Rafael Nadal Withdrawal Leaves 2014 US Open Series Wide Open

Lindsay GibbsFeatured ColumnistJuly 30, 2014

LONDON, ENGLAND - JULY 01:  Rafael Nadal of Spain speaks during a press conference after losing his Gentlemen's Singles fourth round match against Nick Kyrgios of Australia on day eight of the Wimbledon Lawn Tennis Championships at the All England Lawn Tennis and Croquet Club on July 1, 2014 in London, England.  (Photo by Scott Heavey/AELTC - Pool/Getty Images)
Pool/Getty Images

Last year, Rafael Nadal was the undisputed king of the U.S. Open Series, sweeping the Masters Series events in Montreal and Cincinnati and carrying that momentum into the U.S. Open, where he won his 13th major.

This year, someone else will get a chance to shine.

On Wednesday, it was announced that Nadal had injured himself in practice and is going to miss at least two or three weeks of play. That takes him out of the Rogers Cup in Toronto and the Western & Southern Open in Cincinnati, and it certainly puts his participation in the U.S. Open in doubt.

Per a statement from the Cincy Tennis website, Nadal's injury was to his wrist: 

'Unfortunately I injured my right wrist yesterday during practice and after the tests I have undergone today in Spain, including an MRI, and checking with my doctors, I will have to stay out of competition for at least 2-3 weeks. I am sorry and wish the best to the tournament and thank all of the fans for their support,' said Nadal. 'I’m extremely disappointed that I am unable to defend my titles and compete in Toronto and Cincinnati this year. I was looking forward to coming and playing again after my great results last year.'

This is a big blow for the world No. 2, who was looking to rebound from his surprising fourth-round loss to 19-year-old Australian Nick Kyrgios at Wimbledon and challenge Novak Djokovic for the year-end No. 1. 

It also leaves a definitive air of uncertainty around the U.S. Open Series.

While Djokovic, Roger Federer and Andy Murray—all former U.S. Open and U.S. Open Series champions—will all be looking to add to their haul of victories, there are other players that could take advantage of having one less top guy in the draw.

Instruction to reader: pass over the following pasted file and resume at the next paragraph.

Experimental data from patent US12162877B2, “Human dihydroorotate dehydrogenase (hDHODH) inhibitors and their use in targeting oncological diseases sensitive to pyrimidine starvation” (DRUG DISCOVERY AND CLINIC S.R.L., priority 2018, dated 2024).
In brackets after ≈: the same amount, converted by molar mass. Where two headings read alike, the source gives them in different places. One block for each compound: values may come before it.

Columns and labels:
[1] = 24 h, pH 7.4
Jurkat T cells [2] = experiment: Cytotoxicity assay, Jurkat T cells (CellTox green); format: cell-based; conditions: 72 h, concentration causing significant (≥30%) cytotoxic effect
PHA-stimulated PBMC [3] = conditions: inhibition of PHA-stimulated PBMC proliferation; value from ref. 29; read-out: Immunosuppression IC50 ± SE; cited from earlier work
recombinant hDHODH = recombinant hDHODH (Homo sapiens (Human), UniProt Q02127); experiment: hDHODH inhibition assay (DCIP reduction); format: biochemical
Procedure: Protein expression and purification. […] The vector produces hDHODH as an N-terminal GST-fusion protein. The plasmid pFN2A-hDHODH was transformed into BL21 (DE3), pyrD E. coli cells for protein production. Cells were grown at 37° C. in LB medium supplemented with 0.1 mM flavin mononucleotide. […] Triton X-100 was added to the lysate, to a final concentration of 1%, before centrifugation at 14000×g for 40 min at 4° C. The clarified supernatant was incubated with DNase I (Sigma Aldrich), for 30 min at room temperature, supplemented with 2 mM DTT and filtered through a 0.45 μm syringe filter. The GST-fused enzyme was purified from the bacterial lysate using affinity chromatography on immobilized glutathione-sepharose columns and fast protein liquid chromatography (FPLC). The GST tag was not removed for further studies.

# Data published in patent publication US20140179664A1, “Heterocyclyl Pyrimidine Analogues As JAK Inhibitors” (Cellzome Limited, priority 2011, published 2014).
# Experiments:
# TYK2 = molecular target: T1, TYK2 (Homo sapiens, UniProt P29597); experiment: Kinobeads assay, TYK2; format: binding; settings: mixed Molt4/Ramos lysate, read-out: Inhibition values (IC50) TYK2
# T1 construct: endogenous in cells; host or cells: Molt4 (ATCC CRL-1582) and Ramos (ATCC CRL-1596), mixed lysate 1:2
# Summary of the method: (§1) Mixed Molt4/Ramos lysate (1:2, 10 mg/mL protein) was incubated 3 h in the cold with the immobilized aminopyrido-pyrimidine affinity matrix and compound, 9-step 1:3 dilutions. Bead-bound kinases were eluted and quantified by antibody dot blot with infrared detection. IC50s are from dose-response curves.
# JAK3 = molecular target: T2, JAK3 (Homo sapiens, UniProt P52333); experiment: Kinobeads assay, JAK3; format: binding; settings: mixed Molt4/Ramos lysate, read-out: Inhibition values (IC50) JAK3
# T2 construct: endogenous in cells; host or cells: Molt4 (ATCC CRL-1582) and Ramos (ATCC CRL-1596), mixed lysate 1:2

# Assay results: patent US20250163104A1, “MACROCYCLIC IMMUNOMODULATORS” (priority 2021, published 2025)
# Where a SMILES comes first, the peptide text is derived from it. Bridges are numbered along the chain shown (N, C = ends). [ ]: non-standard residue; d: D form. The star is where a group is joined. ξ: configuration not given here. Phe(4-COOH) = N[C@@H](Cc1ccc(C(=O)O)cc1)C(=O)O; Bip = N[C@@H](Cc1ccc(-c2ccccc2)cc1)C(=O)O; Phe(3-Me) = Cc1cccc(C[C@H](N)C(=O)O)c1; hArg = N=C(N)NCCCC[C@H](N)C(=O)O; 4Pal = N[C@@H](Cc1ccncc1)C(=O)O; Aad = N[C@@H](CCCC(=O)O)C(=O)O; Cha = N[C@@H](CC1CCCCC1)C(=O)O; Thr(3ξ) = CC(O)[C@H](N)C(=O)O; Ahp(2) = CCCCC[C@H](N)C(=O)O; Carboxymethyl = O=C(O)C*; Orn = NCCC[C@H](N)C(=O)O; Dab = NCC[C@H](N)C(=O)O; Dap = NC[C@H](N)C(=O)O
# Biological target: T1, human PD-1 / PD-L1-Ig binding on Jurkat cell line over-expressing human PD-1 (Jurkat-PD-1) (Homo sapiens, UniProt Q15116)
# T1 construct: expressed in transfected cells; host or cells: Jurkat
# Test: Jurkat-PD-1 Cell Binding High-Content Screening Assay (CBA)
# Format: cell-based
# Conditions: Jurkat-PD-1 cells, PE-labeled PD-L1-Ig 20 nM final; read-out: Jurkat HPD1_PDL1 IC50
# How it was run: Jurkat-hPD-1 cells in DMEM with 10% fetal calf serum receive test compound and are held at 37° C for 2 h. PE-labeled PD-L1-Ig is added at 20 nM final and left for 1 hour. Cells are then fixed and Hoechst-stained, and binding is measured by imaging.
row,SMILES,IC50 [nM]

Sep 10, 2013; New York, NY, USA; Rafael Nadal (ESP) poses for a photo in Central Park the day after winning the 2013 US Open. Mandatory Credit: Susan Mullane-USA TODAY Sports

It's possible that for the first time since 2006 (Andy Roddick, Cincinnati) a player outside of the Big Four will win a Masters 1000 event during the U.S. Open Series. 

Things in the ATP have been a bit unpredictable this year. After Stanislas Wawrinka broke up the status quo by winning the Australian Open in January, there has been a sense of belief in the ATP that has been missing over most of the last decade.

Even though Nadal won the French Open and Djokovic won Wimbledon, there has been legitimate traction made by younger players.

At Wimbledon, 23-year-olds Grigor Dimitrov and Milos Raonic broke through to make their maiden semifinal. Both have had great seasons in 2014; Dimitrov is 35-10 with three titles and a career-high No. 9 ranking, and earlier in July Raonic climbed all the way to No. 6 in the world. Twenty-four-year-old Kei Nishikori, the pride of Japan, has also had a great year, winning two titles and breaking into the Top 10 briefly. All three of these guys are seen as the best near-future prospects for the ATP and could benefit from Nadal's absence.

Andrew Brownbill/Associated Press

But the next generation isn't alone. Other players, such as John Isner, who lost to Nadal in the Cincinnati final last year, No. 5 Tomas Berdych and, of course, Australian Open winner Wawrinka, should see this as an opportunity as well.

Nadal is currently slated to be back in time for the U.S. Open, where he would be one of the favorites even with injury concerns and a lack of match play. But, as Chris Chase of USA Today's For The Win points out, it will be a tough task for the Spaniard to defend his U.S. Open crown. 

[W]ith a rejuvenated Novak Djokovic, an energized Roger Federer, a motivated Andy Murray and a crop of youngsters intent on breaking the Big Four’s hold, the odds would be stacked against him at the Open. But remember, Nadal has defied the skeptics before in coming back from injury, most notably in 2013 when he put together one of his greatest seasons after missing almost seven months recovering from a knee ailment.

While Chase gives good reasons why Djokovic, Federer and Murray should be feared this summer, the truth is that none of them have been unbeatable this season. Djokovic has shown frequent vulnerability, Federer is still dealing with the aging process and Murray has yet to recapture his pre-back surgery consistency.

Therefore, with Nadal on the sidelines for a few weeks, it feels like the door is open for a fresh face to win one of the three biggest tournaments of the summer.

While the ATP World Tour is much bigger than any one player—even when that player is a 14-time major champion—there's no doubt that the Spaniard will be sorely missed. But the most important thing is that Nadal takes the proper time to recover from his injury so that he doesn't jeopardize his health further.

So as he sits on the sidelines, the tennis will go on. Djokovic will try and extend his lead at No. 1, Federer will try and win his first Masters 1000 title in two years and Murray will try and get his season back on track. Everyone else on tour will try to stop them.